Commit 0d70f23e authored by Jacques-Henri Jourdan's avatar Jacques-Henri Jourdan

Include the math directory of the union find proof.

parent eca1d3c9
-Q theories iris_time
-arg -w -arg -notation-overridden
......@@ -13,3 +14,37 @@ theories/TimeCredits.v
This diff is collapsed.
From TLC Require Import LibTactics.
From TLC Require Import LibLogic. (* defines [pred_incl] *)
From TLC Require Import LibSet. (* defines [set] *)
(* ---------------------------------------------------------------------------- *)
(* Technically, a filter is a nonempty set of nonempty subsets of A, which is
closed under inclusion and intersection. *)
Definition filter A := set (set A).
(* Intuitively, a filter is a modality. Let us write [ultimately] for a filter.
If [P] is a predicate, then [ultimately P] is a proposition. Technically,
this proposition asserts that [P] is an element of the filter; intuitively,
it means that [P] holds ``in the limit''. *)
Class Filter {A : Type} (ultimately : filter A) := {
(* A filter must be nonempty. *)
exists P, ultimately P;
(* A filter does not have the empty set as a member. *)
forall P, ultimately P ->
exists a, P a;
(* A filter is closed by inclusion and by intersection. *)
forall P1 P2 P : set A,
ultimately P1 ->
ultimately P2 ->
(forall a, P1 a -> P2 a -> P a) ->
ultimately P
(* ---------------------------------------------------------------------------- *)
(* Basic properties of filters. *)
Section Properties.
Context {A : Type} {ultimately : filter A} `{@Filter A ultimately}.
(* A filter is closed by subset inclusion. In other words, if [ultimately]
is a filter, then it is covariant. *)
Lemma filter_closed_under_inclusion:
forall P1 P2 : set A,
ultimately P1 ->
(forall a, P1 a -> P2 a) ->
ultimately P2.
intros. eapply filter_closed_under_intersection; eauto.
(* A filter is compatible with extensional equality: if [P1] and [P2] are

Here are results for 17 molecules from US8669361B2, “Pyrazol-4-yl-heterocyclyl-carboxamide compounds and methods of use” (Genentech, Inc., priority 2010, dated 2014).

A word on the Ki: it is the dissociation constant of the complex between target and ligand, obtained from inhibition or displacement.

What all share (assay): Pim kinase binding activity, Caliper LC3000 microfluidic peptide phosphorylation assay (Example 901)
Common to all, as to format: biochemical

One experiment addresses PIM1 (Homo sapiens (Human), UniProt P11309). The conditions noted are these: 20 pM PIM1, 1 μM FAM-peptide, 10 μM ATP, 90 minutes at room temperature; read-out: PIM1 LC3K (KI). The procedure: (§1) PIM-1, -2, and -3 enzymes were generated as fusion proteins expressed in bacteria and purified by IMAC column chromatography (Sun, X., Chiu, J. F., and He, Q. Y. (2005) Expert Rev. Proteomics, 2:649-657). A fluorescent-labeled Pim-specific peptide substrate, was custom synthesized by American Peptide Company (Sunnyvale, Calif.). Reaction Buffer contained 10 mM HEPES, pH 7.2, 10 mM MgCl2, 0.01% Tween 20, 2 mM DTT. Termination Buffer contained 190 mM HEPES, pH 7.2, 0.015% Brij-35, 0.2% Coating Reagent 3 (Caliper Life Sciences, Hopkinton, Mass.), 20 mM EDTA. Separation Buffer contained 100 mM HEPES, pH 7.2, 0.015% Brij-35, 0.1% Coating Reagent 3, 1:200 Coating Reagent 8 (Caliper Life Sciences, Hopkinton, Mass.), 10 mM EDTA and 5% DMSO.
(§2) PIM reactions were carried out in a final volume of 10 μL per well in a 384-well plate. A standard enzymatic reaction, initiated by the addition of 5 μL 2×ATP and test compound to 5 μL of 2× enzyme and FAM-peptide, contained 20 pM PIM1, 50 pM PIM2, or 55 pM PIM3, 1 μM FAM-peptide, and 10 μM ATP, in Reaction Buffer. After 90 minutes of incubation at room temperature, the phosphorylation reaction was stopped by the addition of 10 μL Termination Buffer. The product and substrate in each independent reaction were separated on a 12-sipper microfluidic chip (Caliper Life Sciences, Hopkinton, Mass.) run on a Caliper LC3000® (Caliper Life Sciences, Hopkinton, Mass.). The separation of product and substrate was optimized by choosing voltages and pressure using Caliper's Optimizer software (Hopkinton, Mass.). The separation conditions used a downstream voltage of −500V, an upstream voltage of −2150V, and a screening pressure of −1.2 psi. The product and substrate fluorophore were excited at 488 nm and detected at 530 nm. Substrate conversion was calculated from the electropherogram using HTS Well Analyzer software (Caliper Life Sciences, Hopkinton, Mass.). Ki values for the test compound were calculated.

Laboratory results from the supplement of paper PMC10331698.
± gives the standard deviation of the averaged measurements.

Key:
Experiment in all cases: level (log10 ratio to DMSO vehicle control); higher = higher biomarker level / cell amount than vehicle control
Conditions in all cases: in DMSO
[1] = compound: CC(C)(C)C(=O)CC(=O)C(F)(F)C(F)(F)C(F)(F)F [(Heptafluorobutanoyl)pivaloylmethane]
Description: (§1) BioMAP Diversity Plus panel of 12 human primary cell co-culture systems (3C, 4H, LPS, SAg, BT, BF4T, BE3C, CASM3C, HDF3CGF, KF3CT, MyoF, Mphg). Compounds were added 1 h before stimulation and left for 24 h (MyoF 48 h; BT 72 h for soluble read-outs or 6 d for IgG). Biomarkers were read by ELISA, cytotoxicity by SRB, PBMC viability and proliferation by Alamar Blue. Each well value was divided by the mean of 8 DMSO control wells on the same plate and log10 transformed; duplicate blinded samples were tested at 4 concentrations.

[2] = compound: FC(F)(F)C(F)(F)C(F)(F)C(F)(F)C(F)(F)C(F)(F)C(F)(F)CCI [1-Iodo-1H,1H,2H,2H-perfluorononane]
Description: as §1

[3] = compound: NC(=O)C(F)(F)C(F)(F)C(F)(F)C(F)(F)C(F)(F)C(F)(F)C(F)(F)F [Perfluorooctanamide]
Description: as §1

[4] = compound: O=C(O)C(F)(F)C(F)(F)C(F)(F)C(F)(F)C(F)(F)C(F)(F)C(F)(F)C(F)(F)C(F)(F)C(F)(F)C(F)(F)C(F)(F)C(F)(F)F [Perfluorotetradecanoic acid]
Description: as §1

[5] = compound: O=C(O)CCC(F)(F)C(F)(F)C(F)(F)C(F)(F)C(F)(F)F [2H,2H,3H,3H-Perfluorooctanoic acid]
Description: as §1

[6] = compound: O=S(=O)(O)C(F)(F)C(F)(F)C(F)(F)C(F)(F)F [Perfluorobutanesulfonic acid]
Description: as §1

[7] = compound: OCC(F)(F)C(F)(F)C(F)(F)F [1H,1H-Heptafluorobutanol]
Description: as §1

extensionally equal, then [ultimately P1] is equivalent to [ultimately
P2]. *)
Lemma filter_extensional:
forall P1 P2 : set A,
(forall a, P1 a <-> P2 a) ->
(ultimately P1 <-> ultimately P2).
introv h. split; intros; eapply filter_closed_under_inclusion; eauto;
intros; eapply h; eauto.
(* A filter always contains the universe as a member. In other words, if
[P] holds everywhere, then [ultimately P] holds. *)
Lemma filter_universe:
forall P : set A,
(forall a, P a) ->
ultimately P.
(* A filter is nonempty, so it has one inhabitant. *)
destruct filter_nonempty.
(* A filter is closed by inclusion, so the universe is also
an inhabitant of the filter. *)
eauto using @filter_closed_under_inclusion.
(* If [P] holds ultimately and is independent of its argument, then [P]
holds, period. *)
Lemma filter_const:
forall P : Prop,
ultimately (fun _ => P) ->
forwards [ a ? ]: filter_member_nonempty. eauto.
End Properties.
(* ---------------------------------------------------------------------------- *)
(* Inclusion of filters. *)
Notation finer ultimately1 ultimately2 :=
(pred_incl ultimately2 ultimately1).
Notation coarser ultimately1 ultimately2 :=
(pred_incl ultimately1 ultimately2).
(* These relations are reflexive and transitive; see [pred_incl_refl] and
[pred_incl_trans] in [LibLogic]. *)
(* ---------------------------------------------------------------------------- *)
(* Applying a function [f] to a filter [ultimately] produces another filter,
known as the image of [ultimately] under [f]. *)
Definition image {A} (ultimately : filter A) {B} (f : A -> B) : set (set B) :=
fun P => ultimately (fun x => P (f x)).
(* Make this a definition, not an instance, because we do not wish it to be
used during the automated search for instances. *)
Definition filter_image {A} ultimately `{Filter A ultimately} {B} (f : A -> B) :
Filter (image ultimately f).
econstructor; unfold image.
(* There exists an element in this filter, namely the universe. *)
exists (fun (_ : B) => True). eauto using filter_universe.
(* No element of this filter is empty. *)
forwards [ a ? ]: filter_member_nonempty; eauto. simpl in *.
(* This filter is stable under intersection. *)
introv h1 h2 ?.
eapply (filter_closed_under_intersection _ _ _ h1 h2).
(* ---------------------------------------------------------------------------- *)
(* A notion of limit, or convergence. *)
(* The definition of [limit] does not really need proofs that [ultimatelyA]
and [ultimatelyB] are filters. Requesting these proofs anyway is useful,
as it helps the implicit argument inference system. *)
Definition limit
{A} ultimatelyA `{Filter A ultimatelyA}
{B} ultimatelyB `{Filter B ultimatelyB}